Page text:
Search Langley

Go

Text Size

FS-1996-05-01-LaRC
May 1996                                                                                    

Triumph of Technology:
NASA Contributions to the Boeing 777

Basic and applied research performed at NASA's four research centers contributed significantly to technology applications for Boeing 777's design concepts. According to Boeing Co. estimates, the 777 fleet has captured three-quarters of the market for airplanes in its class, further strengthening this country's positive balance of trade in aeronautics.

The precedent-setting 777 was designed for medium- to long-range passenger flights and is the largest twin-engine jet to be manufactured. Its first passenger-carrying flights were conducted by United Airlines in May of 1995.

B-777 landing
The B-777 airframe incorporates durable lightweight composite aircraft structures,
including graphite-epoxy floor beams, flaps and tail assembly.

NASA Langley-developed analytical technologies and facilities used by Boeing in its product development work included:

  • fundamental mathematical procedures for computer-generated airflow images which enabled advanced computer-based aerodynamic analysis.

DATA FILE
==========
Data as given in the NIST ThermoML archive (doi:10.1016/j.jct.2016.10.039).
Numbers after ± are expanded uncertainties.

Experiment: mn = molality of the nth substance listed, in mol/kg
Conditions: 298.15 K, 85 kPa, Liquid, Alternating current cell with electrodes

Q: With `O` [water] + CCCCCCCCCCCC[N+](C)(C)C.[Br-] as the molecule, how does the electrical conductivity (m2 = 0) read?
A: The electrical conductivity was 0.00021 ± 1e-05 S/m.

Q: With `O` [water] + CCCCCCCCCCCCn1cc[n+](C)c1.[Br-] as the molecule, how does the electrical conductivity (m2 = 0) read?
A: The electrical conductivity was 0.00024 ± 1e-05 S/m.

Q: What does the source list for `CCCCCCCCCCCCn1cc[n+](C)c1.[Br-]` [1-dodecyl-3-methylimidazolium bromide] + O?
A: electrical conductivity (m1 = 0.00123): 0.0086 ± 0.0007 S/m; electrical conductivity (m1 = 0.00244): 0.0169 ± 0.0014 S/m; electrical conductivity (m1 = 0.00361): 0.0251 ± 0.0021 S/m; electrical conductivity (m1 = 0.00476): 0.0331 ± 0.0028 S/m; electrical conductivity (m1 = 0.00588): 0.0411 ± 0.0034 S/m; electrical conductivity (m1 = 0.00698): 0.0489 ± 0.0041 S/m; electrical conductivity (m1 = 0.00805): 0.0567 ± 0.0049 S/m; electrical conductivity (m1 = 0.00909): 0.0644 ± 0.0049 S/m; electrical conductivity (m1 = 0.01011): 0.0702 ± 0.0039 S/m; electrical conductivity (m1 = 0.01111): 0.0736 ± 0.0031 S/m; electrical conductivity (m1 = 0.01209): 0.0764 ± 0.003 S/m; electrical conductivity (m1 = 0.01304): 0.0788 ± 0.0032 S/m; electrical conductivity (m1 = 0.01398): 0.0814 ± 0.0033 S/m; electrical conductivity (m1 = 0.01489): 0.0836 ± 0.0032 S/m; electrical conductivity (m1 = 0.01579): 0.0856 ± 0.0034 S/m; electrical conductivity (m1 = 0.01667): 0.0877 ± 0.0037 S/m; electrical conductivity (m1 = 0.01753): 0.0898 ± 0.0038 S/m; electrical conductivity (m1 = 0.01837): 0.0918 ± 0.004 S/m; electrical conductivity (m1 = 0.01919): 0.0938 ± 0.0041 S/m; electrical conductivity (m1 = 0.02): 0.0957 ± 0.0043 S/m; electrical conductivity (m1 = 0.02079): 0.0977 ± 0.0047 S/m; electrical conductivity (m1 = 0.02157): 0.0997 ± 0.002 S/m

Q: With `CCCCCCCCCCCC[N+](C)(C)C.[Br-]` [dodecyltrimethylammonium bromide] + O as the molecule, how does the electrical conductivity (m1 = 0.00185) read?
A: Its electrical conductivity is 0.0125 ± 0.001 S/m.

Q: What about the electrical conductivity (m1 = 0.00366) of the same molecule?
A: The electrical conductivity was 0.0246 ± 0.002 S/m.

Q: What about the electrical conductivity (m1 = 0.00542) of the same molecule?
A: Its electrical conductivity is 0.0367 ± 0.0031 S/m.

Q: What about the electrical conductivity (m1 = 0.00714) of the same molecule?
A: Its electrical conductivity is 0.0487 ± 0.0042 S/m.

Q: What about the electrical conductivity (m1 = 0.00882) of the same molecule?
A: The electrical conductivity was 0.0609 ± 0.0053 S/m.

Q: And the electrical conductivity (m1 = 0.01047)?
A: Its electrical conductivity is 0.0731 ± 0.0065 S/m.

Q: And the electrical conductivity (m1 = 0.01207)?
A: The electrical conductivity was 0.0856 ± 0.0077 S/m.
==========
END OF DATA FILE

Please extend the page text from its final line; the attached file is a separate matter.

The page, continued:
• wind tunnel testing for flutter and vibrational characteristics of wing structure (for which Boeing directly reimbursed NASA).
  • knowledge of how to reduce engine and other noise for passengers and terminal area residents.
  • Radial tires like those used on the 777 recently underwent strength and durability testing at Langley's Aircraft Landing Dynamics Facility.

777 wing/airframe integration tests in TDT
Wind tunnel tests confirming the structural integrity of 777 wing/airframe integration
were conducted in the NASA Langley Transonic Dynamics Tunnel.

NASA Langley can claim credit for advances that led to the aircraft's:

  • modern glass cockpit, a system that uses computer technology to integrate information and display it on monitors in easy-to-use formats
  • digital data system, an easily reconfigurable computer network that allows an aircraft's computers to communicate with each other
  • "fly-by-wire" system for control of wing and tail surfaces, replacing bulkier and heavier hydraulic control systems
  • increased use of lightweight aerospace composite structures for increased fuel efficiency and range

The 777's aerodynamically-efficient wing cross-section concept evolved from many years of analytical and wind tunnel work performed as part of NASA's aeronautical research program.

Other NASA centers that contributed to fundamental research and technologies adopted for the 777 include Ames, Dryden and Lewis.

Taken as a whole, these advances contribute to airline profit margins and passenger service, savings and safety.

For more information, please contact:
NASA Langley Research Center
Office of Public Affairs
Mail Stop 115
Hampton, VA 23681-0001
(804) 864-6124

Visit a NASA Langley photo gallery that includes models used in aeronautical research.